And no, not likely you caused it unless you tried to re temper it.
    “The white gleam of swords, not the black ink of books, clears doubts and uncertainties and bleak outlooks.”

  5. #5
    Senior Member Agamemnon's Avatar
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    You'll need a mirror (or barber's hone) large enough to lay your razor on. Lay it flat on the glass and see if the blade's edge is in contact with the mirror along it's entire length. Then flip the razor over and repeat the process. Check both sides as a warp in the blade may be apparent only on one side. Next you probably need to lap your Norton as they're not always perfectly flat right out of the box. An uneven water stone may be the culprit here. I'm sure there's something written in the help files detailing the lapping procedure; it's not that difficult but does require a bit of elbow grease.

  6. #6
    Junior Woodchuck
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    Hey all, thanks for the quick responses. I can't believe how many people are on this site at any given time!

    So, the first thing I did was try the magic marker test. I was happy to see that most of the ink was wiped off fairly evenly, except for on the toe of one side. I still suspect the blade is slightly warped, but your responses have been reassuring that it's perhaps not as bad as I thought it could be.

    It could also be my stone. I've been trying to find directions on lapping stones, but I can't. Is that on Lynn's DVD? What is the recommended procedure for lapping/maintaining the Norton 4k/8k stones?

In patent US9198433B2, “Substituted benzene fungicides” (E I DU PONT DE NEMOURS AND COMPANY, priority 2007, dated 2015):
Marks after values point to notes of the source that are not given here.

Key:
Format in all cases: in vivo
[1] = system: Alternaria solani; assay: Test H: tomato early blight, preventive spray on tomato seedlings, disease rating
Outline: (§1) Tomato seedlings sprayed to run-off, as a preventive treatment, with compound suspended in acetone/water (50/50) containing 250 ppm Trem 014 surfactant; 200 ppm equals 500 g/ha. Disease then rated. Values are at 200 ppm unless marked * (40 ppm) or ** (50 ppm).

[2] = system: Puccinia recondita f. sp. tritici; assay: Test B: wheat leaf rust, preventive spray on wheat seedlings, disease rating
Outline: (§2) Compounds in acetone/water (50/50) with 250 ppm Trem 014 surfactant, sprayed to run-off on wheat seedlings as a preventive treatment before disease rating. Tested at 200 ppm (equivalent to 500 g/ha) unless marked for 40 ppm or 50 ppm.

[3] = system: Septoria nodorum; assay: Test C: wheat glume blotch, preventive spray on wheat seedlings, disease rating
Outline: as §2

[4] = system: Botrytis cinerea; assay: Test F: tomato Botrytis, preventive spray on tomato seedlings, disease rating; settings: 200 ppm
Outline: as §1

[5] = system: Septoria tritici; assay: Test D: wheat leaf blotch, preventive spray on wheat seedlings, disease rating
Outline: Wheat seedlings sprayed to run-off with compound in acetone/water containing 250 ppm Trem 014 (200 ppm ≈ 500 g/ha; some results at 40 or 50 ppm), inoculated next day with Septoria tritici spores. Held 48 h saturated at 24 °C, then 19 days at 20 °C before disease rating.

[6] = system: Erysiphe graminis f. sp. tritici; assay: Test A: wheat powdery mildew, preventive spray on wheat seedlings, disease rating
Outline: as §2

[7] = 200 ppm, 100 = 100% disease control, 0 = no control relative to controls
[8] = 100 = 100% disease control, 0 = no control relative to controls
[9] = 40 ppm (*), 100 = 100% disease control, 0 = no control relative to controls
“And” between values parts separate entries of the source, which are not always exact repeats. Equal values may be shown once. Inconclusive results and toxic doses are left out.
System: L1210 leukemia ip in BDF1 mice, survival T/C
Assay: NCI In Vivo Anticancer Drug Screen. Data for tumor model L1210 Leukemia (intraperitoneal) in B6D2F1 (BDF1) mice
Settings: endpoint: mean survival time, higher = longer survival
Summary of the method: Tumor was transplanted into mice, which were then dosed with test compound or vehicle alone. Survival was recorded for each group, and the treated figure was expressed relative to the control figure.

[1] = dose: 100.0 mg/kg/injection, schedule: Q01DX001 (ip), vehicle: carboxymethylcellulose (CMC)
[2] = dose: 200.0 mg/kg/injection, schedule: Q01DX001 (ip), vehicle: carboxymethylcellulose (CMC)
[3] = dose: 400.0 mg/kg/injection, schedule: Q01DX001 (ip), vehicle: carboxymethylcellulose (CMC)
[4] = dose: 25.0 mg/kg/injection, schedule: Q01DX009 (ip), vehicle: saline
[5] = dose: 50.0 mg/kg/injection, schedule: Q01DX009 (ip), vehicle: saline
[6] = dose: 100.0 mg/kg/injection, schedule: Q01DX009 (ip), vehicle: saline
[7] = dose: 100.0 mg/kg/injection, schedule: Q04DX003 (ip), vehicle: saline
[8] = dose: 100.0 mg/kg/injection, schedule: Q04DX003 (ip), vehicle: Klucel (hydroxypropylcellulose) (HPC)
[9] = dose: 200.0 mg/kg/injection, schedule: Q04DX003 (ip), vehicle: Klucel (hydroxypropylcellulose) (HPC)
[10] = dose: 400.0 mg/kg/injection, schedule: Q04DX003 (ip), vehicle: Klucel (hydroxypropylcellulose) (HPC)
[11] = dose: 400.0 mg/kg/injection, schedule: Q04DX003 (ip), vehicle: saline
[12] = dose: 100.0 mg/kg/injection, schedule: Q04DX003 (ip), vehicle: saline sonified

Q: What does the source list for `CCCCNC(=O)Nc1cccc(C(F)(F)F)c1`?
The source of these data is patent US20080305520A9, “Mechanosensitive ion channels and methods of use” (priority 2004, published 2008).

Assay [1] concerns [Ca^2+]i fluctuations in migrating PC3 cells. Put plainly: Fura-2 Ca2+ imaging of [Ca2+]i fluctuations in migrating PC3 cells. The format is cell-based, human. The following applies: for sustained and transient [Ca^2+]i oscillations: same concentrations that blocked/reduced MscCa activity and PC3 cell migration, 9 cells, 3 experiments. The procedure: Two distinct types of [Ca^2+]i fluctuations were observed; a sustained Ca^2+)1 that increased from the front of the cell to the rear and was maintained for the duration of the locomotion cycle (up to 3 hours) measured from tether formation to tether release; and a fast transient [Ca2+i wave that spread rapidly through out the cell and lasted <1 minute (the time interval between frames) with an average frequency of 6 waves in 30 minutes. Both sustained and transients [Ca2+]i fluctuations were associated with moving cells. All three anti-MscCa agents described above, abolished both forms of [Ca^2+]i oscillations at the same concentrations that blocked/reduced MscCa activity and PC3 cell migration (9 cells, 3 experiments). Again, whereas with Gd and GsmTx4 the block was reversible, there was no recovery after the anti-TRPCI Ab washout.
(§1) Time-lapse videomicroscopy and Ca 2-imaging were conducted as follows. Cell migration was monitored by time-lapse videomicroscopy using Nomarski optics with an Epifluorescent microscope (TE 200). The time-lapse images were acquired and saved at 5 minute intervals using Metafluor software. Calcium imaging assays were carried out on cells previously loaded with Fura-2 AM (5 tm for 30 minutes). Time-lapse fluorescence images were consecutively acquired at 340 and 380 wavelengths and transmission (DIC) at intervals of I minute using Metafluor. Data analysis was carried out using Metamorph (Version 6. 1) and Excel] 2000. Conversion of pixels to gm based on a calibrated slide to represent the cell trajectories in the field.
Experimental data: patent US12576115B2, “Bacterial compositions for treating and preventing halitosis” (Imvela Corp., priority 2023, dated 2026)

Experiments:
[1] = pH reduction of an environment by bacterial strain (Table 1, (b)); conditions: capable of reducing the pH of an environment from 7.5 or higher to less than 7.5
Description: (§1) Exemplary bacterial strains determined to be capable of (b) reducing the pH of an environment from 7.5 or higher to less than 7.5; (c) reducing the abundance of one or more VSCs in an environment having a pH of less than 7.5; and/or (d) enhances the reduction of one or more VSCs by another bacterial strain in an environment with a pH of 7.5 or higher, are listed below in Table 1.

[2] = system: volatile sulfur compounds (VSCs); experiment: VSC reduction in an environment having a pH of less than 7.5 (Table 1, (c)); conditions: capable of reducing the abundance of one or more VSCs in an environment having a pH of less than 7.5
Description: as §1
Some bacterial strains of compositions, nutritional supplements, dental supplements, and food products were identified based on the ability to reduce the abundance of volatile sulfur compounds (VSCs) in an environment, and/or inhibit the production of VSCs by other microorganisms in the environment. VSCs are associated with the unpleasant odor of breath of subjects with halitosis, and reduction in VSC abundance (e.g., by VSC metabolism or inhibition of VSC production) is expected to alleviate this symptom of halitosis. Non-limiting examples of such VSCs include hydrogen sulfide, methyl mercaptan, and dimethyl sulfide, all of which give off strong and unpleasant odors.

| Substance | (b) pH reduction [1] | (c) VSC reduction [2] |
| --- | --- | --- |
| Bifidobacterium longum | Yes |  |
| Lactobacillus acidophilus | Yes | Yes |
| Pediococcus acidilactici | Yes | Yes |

Murray

  7. #7
    Hones & Honing randydance062449's Avatar
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    Randolph Tuttle, a SRP Mentor for residents of Minnesota & western Wisconsin

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  9. #8
    The Hurdy Gurdy Man thebigspendur's Avatar
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    Wow just looking at a blade laying flat guys can tell its warped. What an ability.

    The only real way to tell if its warped is to lay it flat and see if it is truly flat or does it wobble a bit?

    Though warped blades are out there, for beginners usually the problem you are experiencing usually comes from uneven honing. Are you honing with two hands or one? Watch where you are exerting pressure while you hone and yes read and reread the honing primers.
    No matter how many men you kill you can't kill your successor-Emperor Nero

  10. #9
    Know thyself holli4pirating's Avatar
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    If you want to see if the blade is warped by eye, you'd need to look end on. I often eyeball it by opening the razor as if to shave. Then, with the tang end of the blade closest to me, I close one eye and look down the blade. I usually look from the left side and then the right (as opposed to looking down), and I only look from an angle that is slightly off.

    You might have to play with which eye you use to "sight" and what part of the razor you focus on; you do need to have a decent depth of focus for this to work out.

    Other than that, as others suggested, get a large piece of something-you-know-is-flat or color the edge with a marker and hone for a bit to see if it all goes away.